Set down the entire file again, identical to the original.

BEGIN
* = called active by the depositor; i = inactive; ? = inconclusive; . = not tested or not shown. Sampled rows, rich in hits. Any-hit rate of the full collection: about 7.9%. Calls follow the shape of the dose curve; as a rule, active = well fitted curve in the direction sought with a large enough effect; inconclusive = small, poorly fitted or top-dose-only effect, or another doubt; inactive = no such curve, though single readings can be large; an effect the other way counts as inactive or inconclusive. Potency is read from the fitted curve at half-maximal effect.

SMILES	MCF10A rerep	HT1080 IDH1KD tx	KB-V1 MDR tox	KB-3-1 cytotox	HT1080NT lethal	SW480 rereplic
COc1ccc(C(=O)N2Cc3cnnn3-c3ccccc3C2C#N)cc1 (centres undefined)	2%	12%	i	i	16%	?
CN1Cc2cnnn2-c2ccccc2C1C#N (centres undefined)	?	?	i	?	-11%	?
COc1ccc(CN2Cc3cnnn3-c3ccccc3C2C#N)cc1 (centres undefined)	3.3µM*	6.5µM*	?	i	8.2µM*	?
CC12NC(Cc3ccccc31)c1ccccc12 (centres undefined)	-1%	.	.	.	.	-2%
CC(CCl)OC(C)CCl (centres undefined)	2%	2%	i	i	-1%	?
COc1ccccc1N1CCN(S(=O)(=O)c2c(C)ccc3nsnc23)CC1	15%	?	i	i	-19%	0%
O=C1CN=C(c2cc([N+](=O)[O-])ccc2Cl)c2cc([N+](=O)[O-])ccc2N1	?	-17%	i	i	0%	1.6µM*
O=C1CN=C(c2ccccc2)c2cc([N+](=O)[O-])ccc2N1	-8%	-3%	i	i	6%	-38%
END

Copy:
* = called active by the depositor; i = inactive; ? = inconclusive; . = not tested or not shown. Sampled rows, rich in hits. Any-hit rate of the full collection: about 7.9%. Calls follow the shape of the dose curve; as a rule, active = well fitted curve in the direction sought with a large enough effect; inconclusive = small, poorly fitted or top-dose-only effect, or another doubt; inactive = no such curve, though single readings can be large; an effect the other way counts as inactive or inconclusive. Potency is read from the fitted curve at half-maximal effect.

SMILES	MCF10A rerep	HT1080 IDH1KD tx	KB-V1 MDR tox	KB-3-1 cytotox	HT1080NT lethal	SW480 rereplic
COc1ccc(C(=O)N2Cc3cnnn3-c3ccccc3C2C#N)cc1 (centres undefined)	2%	12%	i	i	16%	?
CN1Cc2cnnn2-c2ccccc2C1C#N (centres undefined)	?	?	i	?	-11%	?
COc1ccc(CN2Cc3cnnn3-c3ccccc3C2C#N)cc1 (centres undefined)	3.3µM*	6.5µM*	?	i	8.2µM*	?
CC12NC(Cc3ccccc31)c1ccccc12 (centres undefined)	-1%	.	.	.	.	-2%
CC(CCl)OC(C)CCl (centres undefined)	2%	2%	i	i	-1%	?
COc1ccccc1N1CCN(S(=O)(=O)c2c(C)ccc3nsnc23)CC1	15%	?	i	i	-19%	0%
O=C1CN=C(c2cc([N+](=O)[O-])ccc2Cl)c2cc([N+](=O)[O-])ccc2N1	?	-17%	i	i	0%	1.6µM*
O=C1CN=C(c2ccccc2)c2cc([N+](=O)[O-])ccc2N1	-8%	-3%	i	i	6%	-38%